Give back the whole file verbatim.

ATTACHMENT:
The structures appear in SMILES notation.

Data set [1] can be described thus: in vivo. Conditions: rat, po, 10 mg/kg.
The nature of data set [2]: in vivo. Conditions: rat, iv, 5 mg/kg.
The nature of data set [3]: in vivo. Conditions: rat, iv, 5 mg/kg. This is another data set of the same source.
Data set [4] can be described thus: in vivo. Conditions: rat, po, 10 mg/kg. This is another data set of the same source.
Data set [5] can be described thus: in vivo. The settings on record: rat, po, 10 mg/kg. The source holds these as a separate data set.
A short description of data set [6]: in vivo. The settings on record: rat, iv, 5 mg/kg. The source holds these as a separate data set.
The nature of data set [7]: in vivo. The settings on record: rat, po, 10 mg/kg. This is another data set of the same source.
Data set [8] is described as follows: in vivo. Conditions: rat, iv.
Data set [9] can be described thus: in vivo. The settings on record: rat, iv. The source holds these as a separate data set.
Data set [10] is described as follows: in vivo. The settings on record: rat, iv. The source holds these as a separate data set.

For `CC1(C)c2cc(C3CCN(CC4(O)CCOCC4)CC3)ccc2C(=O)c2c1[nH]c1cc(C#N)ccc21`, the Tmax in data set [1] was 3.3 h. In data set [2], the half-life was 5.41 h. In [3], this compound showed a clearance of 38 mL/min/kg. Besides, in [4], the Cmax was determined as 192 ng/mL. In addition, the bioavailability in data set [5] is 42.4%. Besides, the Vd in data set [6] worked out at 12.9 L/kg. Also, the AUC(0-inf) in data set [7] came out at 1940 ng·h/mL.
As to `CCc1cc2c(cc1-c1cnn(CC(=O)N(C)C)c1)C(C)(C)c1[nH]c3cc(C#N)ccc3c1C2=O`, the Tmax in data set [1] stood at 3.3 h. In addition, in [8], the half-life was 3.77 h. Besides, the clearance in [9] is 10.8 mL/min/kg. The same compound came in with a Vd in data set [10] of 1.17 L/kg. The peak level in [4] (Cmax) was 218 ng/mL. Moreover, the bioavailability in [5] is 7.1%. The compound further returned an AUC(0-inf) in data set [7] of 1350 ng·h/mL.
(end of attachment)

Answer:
The structures appear in SMILES notation.

Data set [1] can be described thus: in vivo. Conditions: rat, po, 10 mg/kg.
The nature of data set [2]: in vivo. Conditions: rat, iv, 5 mg/kg.
The nature of data set [3]: in vivo. Conditions: rat, iv, 5 mg/kg. This is another data set of the same source.
Data set [4] can be described thus: in vivo. Conditions: rat, po, 10 mg/kg. This is another data set of the same source.
Data set [5] can be described thus: in vivo. The settings on record: rat, po, 10 mg/kg. The source holds these as a separate data set.
A short description of data set [6]: in vivo. The settings on record: rat, iv, 5 mg/kg. The source holds these as a separate data set.
The nature of data set [7]: in vivo. The settings on record: rat, po, 10 mg/kg. This is another data set of the same source.
Data set [8] is described as follows: in vivo. Conditions: rat, iv.
Data set [9] can be described thus: in vivo. The settings on record: rat, iv. The source holds these as a separate data set.
Data set [10] is described as follows: in vivo. The settings on record: rat, iv. The source holds these as a separate data set.

For `CC1(C)c2cc(C3CCN(CC4(O)CCOCC4)CC3)ccc2C(=O)c2c1[nH]c1cc(C#N)ccc21`, the Tmax in data set [1] was 3.3 h. In data set [2], the half-life was 5.41 h. In [3], this compound showed a clearance of 38 mL/min/kg. Besides, in [4], the Cmax was determined as 192 ng/mL. In addition, the bioavailability in data set [5] is 42.4%. Besides, the Vd in data set [6] worked out at 12.9 L/kg. Also, the AUC(0-inf) in data set [7] came out at 1940 ng·h/mL.
As to `CCc1cc2c(cc1-c1cnn(CC(=O)N(C)C)c1)C(C)(C)c1[nH]c3cc(C#N)ccc3c1C2=O`, the Tmax in data set [1] stood at 3.3 h. In addition, in [8], the half-life was 3.77 h. Besides, the clearance in [9] is 10.8 mL/min/kg. The same compound came in with a Vd in data set [10] of 1.17 L/kg. The peak level in [4] (Cmax) was 218 ng/mL. Moreover, the bioavailability in [5] is 7.1%. The compound further returned an AUC(0-inf) in data set [7] of 1350 ng·h/mL.